College relationships are weird. In a way, Macalester is like an educational commune—we all learn, eat, talk and occasionally sleep together. With such close proximity, it’s inevitable that relationships form.
But some first years come to campus already in a relationship. Maya Shenoy ’20, has been with her boyfriend since the beginning of her sophomore year of high school, and intends to keep it that way. Her boyfriend is at Washington State University, and the 1,600 miles has presented new challenges in their relationship.
“Maintaining a relationship in college is hard,” said Shenoy, “because there’s so much else going on, and even in high school it took [a] conscious effort to sit down and talk about what we both needed, but now we can’t even sit down in the same room.”
Shenoy continued saying, “It’s important to be as present as you can be when you’re thousands of miles away, and it sucks sometimes, but you have to know that the person you’re with is worth it.”
Many first years come to college in relationships and make it work, as Shenoy has been able to do, but it doesn’t work for everyone. This is where the notorious “turkey drop” comes into play—otherwise known as returning home for Thanksgiving break, seeing your significant other, and deciding to end your relationship. Drop goes the turkey.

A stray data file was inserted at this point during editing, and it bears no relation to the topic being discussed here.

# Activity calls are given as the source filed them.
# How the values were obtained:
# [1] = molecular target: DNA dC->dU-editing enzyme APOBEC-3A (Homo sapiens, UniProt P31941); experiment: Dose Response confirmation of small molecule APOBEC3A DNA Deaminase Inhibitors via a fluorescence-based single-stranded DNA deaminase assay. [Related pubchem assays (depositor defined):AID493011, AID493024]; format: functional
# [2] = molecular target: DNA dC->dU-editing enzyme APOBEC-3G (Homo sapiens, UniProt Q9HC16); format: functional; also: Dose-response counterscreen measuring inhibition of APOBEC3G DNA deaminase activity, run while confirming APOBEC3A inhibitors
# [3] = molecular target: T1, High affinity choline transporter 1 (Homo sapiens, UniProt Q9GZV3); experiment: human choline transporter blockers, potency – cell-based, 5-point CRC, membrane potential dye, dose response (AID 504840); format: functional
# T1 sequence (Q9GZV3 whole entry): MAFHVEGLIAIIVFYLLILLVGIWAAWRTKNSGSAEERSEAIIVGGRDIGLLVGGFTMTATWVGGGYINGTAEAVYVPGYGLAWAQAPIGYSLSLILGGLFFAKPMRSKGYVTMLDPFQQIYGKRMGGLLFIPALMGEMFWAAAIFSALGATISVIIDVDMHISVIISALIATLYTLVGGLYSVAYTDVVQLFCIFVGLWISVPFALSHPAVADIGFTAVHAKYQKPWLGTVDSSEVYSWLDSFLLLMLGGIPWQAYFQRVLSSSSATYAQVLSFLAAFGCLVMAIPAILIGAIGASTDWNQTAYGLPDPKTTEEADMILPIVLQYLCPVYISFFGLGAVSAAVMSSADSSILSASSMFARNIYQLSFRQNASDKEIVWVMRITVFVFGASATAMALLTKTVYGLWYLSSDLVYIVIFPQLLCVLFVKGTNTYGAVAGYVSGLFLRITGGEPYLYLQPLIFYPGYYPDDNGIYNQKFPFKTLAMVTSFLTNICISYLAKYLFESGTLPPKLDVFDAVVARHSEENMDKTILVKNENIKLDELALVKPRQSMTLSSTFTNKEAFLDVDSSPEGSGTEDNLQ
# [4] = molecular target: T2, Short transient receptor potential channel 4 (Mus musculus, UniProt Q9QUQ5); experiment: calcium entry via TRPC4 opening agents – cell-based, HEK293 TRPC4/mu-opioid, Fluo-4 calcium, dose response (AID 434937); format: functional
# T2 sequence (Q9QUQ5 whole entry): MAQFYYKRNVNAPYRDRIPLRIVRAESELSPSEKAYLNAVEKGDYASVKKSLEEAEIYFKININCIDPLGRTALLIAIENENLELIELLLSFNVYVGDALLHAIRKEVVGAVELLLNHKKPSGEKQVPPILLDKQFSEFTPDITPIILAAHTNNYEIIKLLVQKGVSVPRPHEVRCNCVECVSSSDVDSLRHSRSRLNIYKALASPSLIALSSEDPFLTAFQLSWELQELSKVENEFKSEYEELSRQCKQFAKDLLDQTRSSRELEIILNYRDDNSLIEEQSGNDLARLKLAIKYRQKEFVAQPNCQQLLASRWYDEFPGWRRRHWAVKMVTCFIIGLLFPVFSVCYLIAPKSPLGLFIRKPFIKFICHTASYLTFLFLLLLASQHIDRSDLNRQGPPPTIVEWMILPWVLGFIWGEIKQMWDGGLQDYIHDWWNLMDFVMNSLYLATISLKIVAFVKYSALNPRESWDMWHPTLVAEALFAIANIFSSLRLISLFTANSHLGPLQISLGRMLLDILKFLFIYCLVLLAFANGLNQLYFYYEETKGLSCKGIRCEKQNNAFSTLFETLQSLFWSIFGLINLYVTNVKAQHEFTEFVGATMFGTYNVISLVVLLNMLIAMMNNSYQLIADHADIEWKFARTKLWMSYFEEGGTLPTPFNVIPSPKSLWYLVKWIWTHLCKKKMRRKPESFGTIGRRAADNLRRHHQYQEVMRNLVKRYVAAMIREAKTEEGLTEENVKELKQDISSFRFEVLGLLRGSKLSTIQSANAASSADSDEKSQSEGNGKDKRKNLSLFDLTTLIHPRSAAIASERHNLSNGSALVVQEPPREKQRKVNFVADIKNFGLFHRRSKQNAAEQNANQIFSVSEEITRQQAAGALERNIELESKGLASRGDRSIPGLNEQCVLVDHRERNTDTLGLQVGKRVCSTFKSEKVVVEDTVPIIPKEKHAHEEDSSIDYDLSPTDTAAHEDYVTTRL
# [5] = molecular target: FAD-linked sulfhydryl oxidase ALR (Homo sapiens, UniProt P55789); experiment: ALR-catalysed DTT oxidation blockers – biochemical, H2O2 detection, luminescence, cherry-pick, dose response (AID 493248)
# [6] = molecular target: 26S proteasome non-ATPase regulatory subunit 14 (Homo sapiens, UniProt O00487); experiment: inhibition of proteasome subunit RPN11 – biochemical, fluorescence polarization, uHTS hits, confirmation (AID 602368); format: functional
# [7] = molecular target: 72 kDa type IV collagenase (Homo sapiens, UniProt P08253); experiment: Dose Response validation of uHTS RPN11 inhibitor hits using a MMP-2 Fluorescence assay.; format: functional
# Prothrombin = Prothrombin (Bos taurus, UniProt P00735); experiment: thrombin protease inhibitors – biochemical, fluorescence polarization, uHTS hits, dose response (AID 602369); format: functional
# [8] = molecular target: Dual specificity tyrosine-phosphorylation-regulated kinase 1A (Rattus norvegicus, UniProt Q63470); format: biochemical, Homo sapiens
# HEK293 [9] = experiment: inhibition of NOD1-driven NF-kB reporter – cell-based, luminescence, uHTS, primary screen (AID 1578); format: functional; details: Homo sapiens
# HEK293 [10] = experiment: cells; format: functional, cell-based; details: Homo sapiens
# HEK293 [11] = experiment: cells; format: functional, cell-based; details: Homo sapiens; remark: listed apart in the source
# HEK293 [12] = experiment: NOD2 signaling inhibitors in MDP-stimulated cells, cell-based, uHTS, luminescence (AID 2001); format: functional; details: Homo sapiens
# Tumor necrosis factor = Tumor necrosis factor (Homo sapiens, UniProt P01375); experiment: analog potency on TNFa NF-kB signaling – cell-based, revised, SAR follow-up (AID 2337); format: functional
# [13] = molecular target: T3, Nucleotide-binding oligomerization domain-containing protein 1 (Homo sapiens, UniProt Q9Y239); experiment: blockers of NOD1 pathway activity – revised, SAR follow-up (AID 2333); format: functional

While some first years are deciding whether to “drop the turkey,” others are focused on adapting to the possibility of new connections.
“College is the time to figure it out,” added Paul Barsz ’20. “Dating is like the litmus test for marriage, so you’ve gotta take your time, test the waters and figure out what you like and don’t like.”
And there’s that statistic, that looming statistic from an unknown source, that everyone seems to know and talk about: 30 percent of Macalester students marry another Mac student. That one-third chance makes relationships here seem a little more intimidating, even if it’s only brought up as a joke. But are there really any legitimate relationships between first years yet? Or is it all just Kagin-fueled hookups?
“The Kagins definitely fuel a fire,” said Barsz. “But not the fire of relationships.”
Although sometimes Kagins, or even social media, can catalyze a relationship. Two of my friends ended up turning their friendship into something much less platonic after a Kagin, and then started dating.
“I know two people at Mac who recently started dating,” said Barsz. “I think they actually met on Tinder. So if you want to meet people, sometimes you gotta use your social skills.”
When it comes to maintaining relationships though, Shenoy and Barsz both agreed that social media can be dangerous. “There is so much room for miscommunication over social media,” said Shenoy.
Two of Barsz’s friends were in a relationship, one at school in Arizona and the other in D.C., but they recently broke up because of what he called a “suspicious Snapchat.” When all you have is an internet connection between your relationship, it becomes much easier to shut someone out, giving them the virtual silent treatment. And for Barsz’s friends, this led to an early turkey drop.
“I hadn’t heard of the turkey drop,” said Barsz, “but I have heard that there are many fish in the sea.” And it’s true—although some students might “drop turkeys” this Thanksgiving, there’s always more options that will present themselves.